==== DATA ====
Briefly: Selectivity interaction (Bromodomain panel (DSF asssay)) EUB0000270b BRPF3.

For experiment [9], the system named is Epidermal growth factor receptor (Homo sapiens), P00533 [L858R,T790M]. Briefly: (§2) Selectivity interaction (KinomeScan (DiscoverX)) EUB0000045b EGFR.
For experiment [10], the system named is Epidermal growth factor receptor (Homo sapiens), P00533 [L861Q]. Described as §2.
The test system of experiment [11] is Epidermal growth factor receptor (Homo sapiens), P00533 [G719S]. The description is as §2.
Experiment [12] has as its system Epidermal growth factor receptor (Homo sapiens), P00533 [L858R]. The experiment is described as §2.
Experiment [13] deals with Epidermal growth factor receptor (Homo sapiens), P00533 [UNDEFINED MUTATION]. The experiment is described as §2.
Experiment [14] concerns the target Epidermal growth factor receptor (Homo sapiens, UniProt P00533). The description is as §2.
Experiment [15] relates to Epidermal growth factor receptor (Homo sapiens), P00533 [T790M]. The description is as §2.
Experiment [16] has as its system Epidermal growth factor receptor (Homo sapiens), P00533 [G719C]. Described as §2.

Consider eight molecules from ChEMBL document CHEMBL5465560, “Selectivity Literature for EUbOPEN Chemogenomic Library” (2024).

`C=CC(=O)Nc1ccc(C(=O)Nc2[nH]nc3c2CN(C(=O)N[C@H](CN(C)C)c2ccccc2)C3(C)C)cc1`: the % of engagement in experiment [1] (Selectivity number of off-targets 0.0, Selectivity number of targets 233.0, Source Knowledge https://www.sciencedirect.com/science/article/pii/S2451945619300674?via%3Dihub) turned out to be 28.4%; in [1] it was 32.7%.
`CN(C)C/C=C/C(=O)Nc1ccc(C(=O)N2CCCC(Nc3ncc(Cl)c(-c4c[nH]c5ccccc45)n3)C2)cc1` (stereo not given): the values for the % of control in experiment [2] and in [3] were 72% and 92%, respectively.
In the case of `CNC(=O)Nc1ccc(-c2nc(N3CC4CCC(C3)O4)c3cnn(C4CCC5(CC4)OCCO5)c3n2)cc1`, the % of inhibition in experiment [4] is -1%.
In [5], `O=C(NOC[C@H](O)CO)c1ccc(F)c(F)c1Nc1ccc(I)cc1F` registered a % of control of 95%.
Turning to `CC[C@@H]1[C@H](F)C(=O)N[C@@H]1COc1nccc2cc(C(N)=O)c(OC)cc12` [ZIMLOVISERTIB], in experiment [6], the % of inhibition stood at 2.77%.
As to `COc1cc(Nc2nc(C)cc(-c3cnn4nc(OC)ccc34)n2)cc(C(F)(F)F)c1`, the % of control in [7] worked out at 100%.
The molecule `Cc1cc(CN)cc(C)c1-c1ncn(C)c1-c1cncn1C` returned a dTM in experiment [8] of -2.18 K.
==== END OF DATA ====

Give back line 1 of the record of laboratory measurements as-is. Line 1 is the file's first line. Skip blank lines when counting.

Briefly: Selectivity interaction (Bromodomain panel (DSF asssay)) EUB0000270b BRPF3.